Single Members LLCs

You want the asset protection benefits of a limited liability company. But what if you don’t want any partners? What if you want to be the sole owner of your own LLC?

You can do that with a single member LLC.

But you have to be careful, as we will discuss.

There are plenty of good reasons to set up a sole owner LLC. Other owners can bring a loss of privacy and protection. And if you paid 100% for the whole asset, why should you bring in another member anyway?

But if you do set up a sole owner LLC there are three key factors to know and deal with.

  1. A Separate Identity

    Many states’ LLC laws do not require annual meetings or written documents. Some see this as a benefit but it is actually a curse.

    If you don’t follow the corporate formalities (which now apply to LLCs) a creditor can pierce the veil of protection and reach your personal assts. With a sole owner LLC this is especially problematic. Because you are in complete management control it may appear that you aren’t respecting the entity’s separation or that you are comingling the LLCs assets with your own personal assets. Without a clear distinction of the LLCs separate identity, a creditor could successfully hold you personally responsible for the debts of the LLC. Maintaining proper financial books and records (for more information on proper bookkeeping click here) and keeping LLC minutes can help demonstrate a definitive and separate identity for your sole owner LLC. You must work with a company which appreciates the importance of this for sole owner LLCs.

  2. Different State Laws

    LLC laws vary from state to state. Some states offer sole owner LLCs very little protection. Other states, such as Nevada and Wyoming, offer sole owner LLCs a very high level of protection. So we have to pick our state of formation very carefully.

    In most states a multi-member (two or more owner) LLC is protected initially by the charging order remedy. If one owner is sued the judgment creditor (the person who sued and won) will try and collect against the owner’s membership interest in the LLC. The courts and legislatures have held that it is not fair to the second owner (the one who wasn’t sued) to allow the judgment creditor to step into the LLC. Instead, the charging order remedy is allowed, which gives the judgment creditor a lien against the first owner’s distributions from the LLC. While the judgment creditor can’t step into management (and almost certainly butt heads with the second owner on everything) he or she can receive whatever monies the first owner would receive.

    A major issue thus arises with sole owner LLCs. The purpose of the charging order is to protect the second owner, the other member who wasn’t sued. With a sole owner LLC there is no other owner to protect. Why should the charging order even apply?

    Many states have decided that protecting the sole owner with a charging order is not fair to the judgment creditor. If the creditor has a claim, the states of California, Georgia, Florida, Utah, New York, Oregon, Colorado and Kansas, among others, deny the charging order protection to sole owner LLCs.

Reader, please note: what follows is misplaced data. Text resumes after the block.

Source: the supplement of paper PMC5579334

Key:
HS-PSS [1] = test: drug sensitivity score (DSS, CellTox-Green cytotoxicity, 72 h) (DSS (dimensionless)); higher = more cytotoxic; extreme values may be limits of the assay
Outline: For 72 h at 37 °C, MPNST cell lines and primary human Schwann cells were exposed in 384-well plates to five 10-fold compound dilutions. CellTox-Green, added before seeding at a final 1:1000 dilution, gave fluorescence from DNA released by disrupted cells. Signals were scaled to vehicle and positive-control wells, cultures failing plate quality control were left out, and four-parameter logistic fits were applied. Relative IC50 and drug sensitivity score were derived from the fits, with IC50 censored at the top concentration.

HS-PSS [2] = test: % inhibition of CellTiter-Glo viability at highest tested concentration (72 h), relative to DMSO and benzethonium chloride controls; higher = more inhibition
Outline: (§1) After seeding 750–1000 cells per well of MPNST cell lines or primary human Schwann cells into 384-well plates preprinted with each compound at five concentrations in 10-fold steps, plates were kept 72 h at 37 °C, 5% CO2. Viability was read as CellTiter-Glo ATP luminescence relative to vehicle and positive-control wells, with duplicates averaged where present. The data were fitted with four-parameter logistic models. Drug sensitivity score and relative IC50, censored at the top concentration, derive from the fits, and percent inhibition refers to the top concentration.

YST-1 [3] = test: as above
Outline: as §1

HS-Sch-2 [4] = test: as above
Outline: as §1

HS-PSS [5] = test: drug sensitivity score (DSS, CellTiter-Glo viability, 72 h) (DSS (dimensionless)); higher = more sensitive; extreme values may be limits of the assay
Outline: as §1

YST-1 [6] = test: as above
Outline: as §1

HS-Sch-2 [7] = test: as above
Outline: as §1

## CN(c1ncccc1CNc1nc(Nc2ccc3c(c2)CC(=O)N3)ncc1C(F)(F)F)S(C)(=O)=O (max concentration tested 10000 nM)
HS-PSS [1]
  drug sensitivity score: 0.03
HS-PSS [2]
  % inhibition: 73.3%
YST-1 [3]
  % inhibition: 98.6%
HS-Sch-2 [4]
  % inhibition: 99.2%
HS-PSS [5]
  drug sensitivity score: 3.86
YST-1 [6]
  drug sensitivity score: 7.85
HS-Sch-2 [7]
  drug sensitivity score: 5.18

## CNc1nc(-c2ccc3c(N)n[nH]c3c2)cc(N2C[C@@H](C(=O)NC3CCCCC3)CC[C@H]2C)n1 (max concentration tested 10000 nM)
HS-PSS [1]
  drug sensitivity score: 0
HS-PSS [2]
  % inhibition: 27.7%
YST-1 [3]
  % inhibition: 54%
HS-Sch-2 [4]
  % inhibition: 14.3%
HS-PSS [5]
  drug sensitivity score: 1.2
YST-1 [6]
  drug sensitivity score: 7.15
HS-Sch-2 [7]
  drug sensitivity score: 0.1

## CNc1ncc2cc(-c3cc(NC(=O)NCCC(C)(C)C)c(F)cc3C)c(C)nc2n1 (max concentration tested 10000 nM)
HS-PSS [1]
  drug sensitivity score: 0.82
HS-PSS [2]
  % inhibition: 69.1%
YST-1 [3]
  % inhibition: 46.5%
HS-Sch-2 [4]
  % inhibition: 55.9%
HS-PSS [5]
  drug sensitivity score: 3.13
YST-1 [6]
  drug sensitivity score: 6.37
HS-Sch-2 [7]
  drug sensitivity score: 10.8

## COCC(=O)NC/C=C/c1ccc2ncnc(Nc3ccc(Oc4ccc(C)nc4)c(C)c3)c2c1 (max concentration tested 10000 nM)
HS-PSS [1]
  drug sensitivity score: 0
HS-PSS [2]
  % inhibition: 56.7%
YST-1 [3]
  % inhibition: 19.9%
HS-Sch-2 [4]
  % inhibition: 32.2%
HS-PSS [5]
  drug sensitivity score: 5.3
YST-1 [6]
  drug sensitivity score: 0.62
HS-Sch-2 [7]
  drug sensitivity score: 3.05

How do we deal with this trend against protection? We use the states that do protect sole owner LLCs. Wyoming and Nevada have amended their LLC laws to state that the charging order is the exclusive remedy for judgment creditors – even as against sole owner LLCs.

    How do we set this up? Protection is structured as follows:

    Living Trust

    Joe owns a 4 plex in Georgia and a duplex in Utah. Each property is held in an in state LLC. The Georgia and Utah LLCs are in turn held by one Wyoming LLC. (This structure works in every state except California, which requires extra planning. Call 800-600-1760 for a California consult.)

    In Attack #1, the inside attack, a tenant sues over a problem at the 4plex. They have a claim against the equity inside the LLC. Whether the Georgia LLC is a sole owner or multi owner LLC doesn’t matter. Their claim is against the Georgia LLC itself. Importantly, the tenant can’t get at the assets inside the Utah or Wyoming LLCs. They are shielded since the tenants only claim is against the Georgia LLC.

    The benefit of a Wyoming (or Nevada) LLC comes in Attack #2, the outside attack. If Joe gets in a car wreck it has nothing to do with the Georgia or Utah LLCs. But the car wreck victim would like to get at those properties to collect. If Joe held the Georgia and Utah LLCs directly in his name, the judgment creditor could get at the fourplex and duplex. Neither state protects sole member LLCs.

    But having Georgia and Utah as single member LLCs owned by the Wyoming LLC does block the attacker. Joe, as the sole owner of the Wyoming LLC, is protected by Wyoming’s strong laws. (For more information on those strategies consider reading Loopholes of Real Estate by Garrett Sutton.) The attacker only gets a charging order, which means they have to wait and possibly never get paid. The Wyoming and Nevada LLCs offer a real deterrent to litigation. Even for sole owner LLCs.

  3. A Properly Drafted Operating Agreement

    Like bylaws for a corporation, the Operating Agreement is the road map for the LLC. While some states don’t require them they are an absolute must for proper governance and protection.

    A sole owner LLC operating agreement is very different than a multi member operating agreement. You need to work with a company that will provide you with a properly drafted sole owner operating agreement.

    For example, if a sole owner transfers their interest in the LLC and inadvertent dissolution of the entire LLC can occur. This is not good. You need a properly drafted sole owner operating agreement to make sure this and other problems don’t arise.

    Protect Me LLC provides the expertise and know how to properly structure and implement your sole owner LLC.

    To get started, click here.